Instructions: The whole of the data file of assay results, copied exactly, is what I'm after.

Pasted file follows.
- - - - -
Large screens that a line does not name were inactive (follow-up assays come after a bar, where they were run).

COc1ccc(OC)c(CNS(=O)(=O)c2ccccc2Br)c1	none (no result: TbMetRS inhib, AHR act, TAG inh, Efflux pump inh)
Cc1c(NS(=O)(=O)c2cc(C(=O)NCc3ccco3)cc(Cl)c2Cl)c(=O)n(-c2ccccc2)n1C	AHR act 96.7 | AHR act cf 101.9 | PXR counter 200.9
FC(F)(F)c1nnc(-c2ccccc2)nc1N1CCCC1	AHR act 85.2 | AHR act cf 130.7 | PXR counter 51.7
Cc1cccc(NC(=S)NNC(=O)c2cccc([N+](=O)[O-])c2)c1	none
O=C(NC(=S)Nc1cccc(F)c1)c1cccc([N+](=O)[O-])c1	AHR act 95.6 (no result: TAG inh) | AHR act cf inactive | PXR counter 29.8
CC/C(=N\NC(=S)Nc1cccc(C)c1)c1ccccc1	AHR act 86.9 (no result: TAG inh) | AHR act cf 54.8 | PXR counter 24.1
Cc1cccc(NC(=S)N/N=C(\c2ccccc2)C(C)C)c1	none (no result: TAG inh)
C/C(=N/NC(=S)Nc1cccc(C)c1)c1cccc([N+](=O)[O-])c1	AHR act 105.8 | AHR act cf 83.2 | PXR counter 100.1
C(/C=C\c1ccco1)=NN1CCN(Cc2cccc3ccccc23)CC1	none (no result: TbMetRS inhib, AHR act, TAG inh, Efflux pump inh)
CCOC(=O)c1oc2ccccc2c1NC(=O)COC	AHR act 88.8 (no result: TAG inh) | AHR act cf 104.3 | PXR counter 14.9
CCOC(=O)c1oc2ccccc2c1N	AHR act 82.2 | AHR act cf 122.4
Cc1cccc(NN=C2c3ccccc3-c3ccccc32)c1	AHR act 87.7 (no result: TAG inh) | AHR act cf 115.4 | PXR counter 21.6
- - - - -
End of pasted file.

Large screens that a line does not name were inactive (follow-up assays come after a bar, where they were run).

COc1ccc(OC)c(CNS(=O)(=O)c2ccccc2Br)c1	none (no result: TbMetRS inhib, AHR act, TAG inh, Efflux pump inh)
Cc1c(NS(=O)(=O)c2cc(C(=O)NCc3ccco3)cc(Cl)c2Cl)c(=O)n(-c2ccccc2)n1C	AHR act 96.7 | AHR act cf 101.9 | PXR counter 200.9
FC(F)(F)c1nnc(-c2ccccc2)nc1N1CCCC1	AHR act 85.2 | AHR act cf 130.7 | PXR counter 51.7
Cc1cccc(NC(=S)NNC(=O)c2cccc([N+](=O)[O-])c2)c1	none
O=C(NC(=S)Nc1cccc(F)c1)c1cccc([N+](=O)[O-])c1	AHR act 95.6 (no result: TAG inh) | AHR act cf inactive | PXR counter 29.8
CC/C(=N\NC(=S)Nc1cccc(C)c1)c1ccccc1	AHR act 86.9 (no result: TAG inh) | AHR act cf 54.8 | PXR counter 24.1
Cc1cccc(NC(=S)N/N=C(\c2ccccc2)C(C)C)c1	none (no result: TAG inh)
C/C(=N/NC(=S)Nc1cccc(C)c1)c1cccc([N+](=O)[O-])c1	AHR act 105.8 | AHR act cf 83.2 | PXR counter 100.1
C(/C=C\c1ccco1)=NN1CCN(Cc2cccc3ccccc23)CC1	none (no result: TbMetRS inhib, AHR act, TAG inh, Efflux pump inh)
CCOC(=O)c1oc2ccccc2c1NC(=O)COC	AHR act 88.8 (no result: TAG inh) | AHR act cf 104.3 | PXR counter 14.9
CCOC(=O)c1oc2ccccc2c1N	AHR act 82.2 | AHR act cf 122.4
Cc1cccc(NN=C2c3ccccc3-c3ccccc32)c1	AHR act 87.7 (no result: TAG inh) | AHR act cf 115.4 | PXR counter 21.6